While uncommon, some homebrewers may want to opt for storing their beer in plastic bottles. But do these bottles last as long as glass?
Because there is a risk plastic could react with the content of homebrew, it is best to store beer in plastic bottles for no more than two months. Specialty PET that is thicker can be purchased to extend this timeframe, but never more than several months at a time.
In addition to its shorter storage time, using plastic bottles for storage can be wasteful over time. Cleaning plastic bottles can be much more difficult than glass, as such you are likely to buy more to avoid the hassle. This can hurt your wallet and the environment in the long run.
I cover the full range of pros and cons that come with storing homebrew in plastic bottles in this article here.
How to properly store bottled homebrew beer
Now that I’ve covered the facts on how long homebrew bottled beer lasts, you may be wondering how to best ensure you get the full shelf life out of your homebrew. Below I’ve provided 6 tips to follow when figuring out where to store your bottles.
Be mindful that there are some slight differences in how to best store beer depending on the type you’ve chosen to brew. These general rules will provide a good guideline to help you get started.
Store at the correct temperature
Always opt for a cool dark place when selecting a spot to store your homebrew beer.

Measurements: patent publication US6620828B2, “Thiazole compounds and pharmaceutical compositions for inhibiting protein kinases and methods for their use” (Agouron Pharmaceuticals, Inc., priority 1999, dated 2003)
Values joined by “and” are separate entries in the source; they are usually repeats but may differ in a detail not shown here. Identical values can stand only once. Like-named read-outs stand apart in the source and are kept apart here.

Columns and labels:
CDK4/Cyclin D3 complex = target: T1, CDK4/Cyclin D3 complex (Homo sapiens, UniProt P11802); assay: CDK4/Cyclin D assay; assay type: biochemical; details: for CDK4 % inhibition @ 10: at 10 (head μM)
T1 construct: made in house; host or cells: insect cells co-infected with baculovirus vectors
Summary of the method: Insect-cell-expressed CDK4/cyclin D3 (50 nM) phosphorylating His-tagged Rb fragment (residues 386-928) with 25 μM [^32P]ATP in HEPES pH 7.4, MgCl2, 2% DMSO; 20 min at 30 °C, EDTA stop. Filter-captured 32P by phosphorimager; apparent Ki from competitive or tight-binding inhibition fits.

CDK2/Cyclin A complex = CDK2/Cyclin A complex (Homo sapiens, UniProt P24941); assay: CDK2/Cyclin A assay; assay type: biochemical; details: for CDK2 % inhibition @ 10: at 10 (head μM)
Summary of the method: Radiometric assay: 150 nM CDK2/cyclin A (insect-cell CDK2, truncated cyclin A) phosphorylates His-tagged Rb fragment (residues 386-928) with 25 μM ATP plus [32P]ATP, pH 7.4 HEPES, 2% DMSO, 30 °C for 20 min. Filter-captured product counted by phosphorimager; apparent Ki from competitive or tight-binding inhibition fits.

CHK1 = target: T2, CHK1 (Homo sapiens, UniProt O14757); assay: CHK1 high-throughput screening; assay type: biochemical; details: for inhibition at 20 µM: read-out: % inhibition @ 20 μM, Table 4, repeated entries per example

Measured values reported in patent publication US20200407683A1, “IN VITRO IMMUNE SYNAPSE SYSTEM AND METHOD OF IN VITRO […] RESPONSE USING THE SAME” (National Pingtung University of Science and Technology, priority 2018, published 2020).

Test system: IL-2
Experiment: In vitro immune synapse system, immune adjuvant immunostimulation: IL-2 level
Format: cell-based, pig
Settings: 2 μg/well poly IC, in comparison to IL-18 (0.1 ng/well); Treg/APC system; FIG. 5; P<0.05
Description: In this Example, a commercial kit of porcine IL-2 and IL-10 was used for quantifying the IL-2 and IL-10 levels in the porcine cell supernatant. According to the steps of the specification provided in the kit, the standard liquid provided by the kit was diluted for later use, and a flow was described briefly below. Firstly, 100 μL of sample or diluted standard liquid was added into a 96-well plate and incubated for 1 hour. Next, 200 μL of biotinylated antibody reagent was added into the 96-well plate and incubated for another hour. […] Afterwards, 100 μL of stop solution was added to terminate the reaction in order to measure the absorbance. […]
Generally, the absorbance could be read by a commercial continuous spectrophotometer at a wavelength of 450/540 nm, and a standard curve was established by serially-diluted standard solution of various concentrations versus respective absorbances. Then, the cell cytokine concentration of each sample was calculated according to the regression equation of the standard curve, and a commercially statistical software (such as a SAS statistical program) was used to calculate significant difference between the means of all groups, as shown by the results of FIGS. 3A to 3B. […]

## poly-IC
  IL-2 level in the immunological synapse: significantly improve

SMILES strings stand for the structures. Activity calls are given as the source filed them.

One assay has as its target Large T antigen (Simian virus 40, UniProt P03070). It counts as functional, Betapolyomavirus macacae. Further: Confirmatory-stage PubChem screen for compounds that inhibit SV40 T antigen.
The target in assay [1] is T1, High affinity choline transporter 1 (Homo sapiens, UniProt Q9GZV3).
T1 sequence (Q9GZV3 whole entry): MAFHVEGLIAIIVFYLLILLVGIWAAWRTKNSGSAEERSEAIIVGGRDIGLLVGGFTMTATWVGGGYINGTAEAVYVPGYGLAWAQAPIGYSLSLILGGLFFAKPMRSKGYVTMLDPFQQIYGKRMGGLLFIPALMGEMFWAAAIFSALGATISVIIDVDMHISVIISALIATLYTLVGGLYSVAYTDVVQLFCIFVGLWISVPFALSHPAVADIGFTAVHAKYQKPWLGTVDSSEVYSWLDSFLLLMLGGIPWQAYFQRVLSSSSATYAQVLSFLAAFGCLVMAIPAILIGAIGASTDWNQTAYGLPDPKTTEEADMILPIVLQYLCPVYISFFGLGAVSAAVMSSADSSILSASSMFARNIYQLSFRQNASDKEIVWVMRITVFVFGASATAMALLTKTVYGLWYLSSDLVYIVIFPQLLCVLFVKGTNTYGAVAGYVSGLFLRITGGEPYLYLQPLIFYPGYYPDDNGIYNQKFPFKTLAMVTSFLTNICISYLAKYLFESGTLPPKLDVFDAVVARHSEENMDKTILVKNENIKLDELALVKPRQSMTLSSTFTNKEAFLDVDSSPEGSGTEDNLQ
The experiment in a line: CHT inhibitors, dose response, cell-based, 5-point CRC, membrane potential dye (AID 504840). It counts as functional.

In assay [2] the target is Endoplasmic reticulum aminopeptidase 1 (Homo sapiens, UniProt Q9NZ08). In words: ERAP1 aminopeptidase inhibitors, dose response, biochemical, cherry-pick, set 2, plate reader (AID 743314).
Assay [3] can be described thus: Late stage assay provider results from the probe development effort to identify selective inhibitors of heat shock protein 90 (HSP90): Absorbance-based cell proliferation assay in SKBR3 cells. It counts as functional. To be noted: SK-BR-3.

Different styles of beer prefer different temperatures. Pilsners and Lagers prefer to be stored at 7-10°C. IPAs and Stouts at 10-12°C, and Imperial Stouts and Doubles at 12-16°C. A good rule of thumb, the higher the ABV the more temperature leeway you have.
When in doubt the fridge is always a good choice.
Store your bottles upright
Be sure to store your bottles standing upright, not laying on their sides. This is key for two reasons, one is to reduce the amount of surface area of beer that air is touching. The second is to reduce the risk of yeast agitation, as yeast is more likely to be agitated when you inevitably have to turn the bottles upright to consume.
Having your homebrew touch a lot of air in the bottle can increase the rate of oxidation which will cause the flavor to go much faster. Yeast agitation will also quickly ruin your homebrew if you’re not careful.
This leads me to the next tip.
Do not disturb your bottles
Disturbing your bottles by tipping them or moving them around frequently will likely cause the yeast to become agitated. This will ruin your homebrew as the yeast is critical for conditioning and maintaining the flavor of the beer.
Be sure to keep the bottles in the same location as much as possible during storage.
Store away from the sun
UV light from the sun can hurt the flavor of your homebrew. Store your beer in a location that has no windows or can be covered easily to prevent UV rays from penetrating. Dark opaque bottles should also be used instead of clear ones to help keep the sun out.
Select the appropriate bottle type
The type of bottle you select is also key. Standard long neck bottles that are dark and opaque are perfect. If you are looking to brew a beer with a higher ABV be sure to select a bottle with thicker glass to sustain pressure and prevent oxygen from leaking in.
As I mentioned earlier plastic bottles are an option for storage, but I wouldn’t recommend them as they reduce your homebrew’s storage life and are not as sustainable.
Avoid high humidity
Lastly, make sure you monitor the humidity when finding a place to properly store your homebrew beer. An ideal humidity range for storing beer is between 50% to 70%. Once you have levels about 70% you run the risk of mold forming or bottle caps rusting on your homebrew. These risks are higher on corked or plastic bottles, but it is always better to be safe than sorry.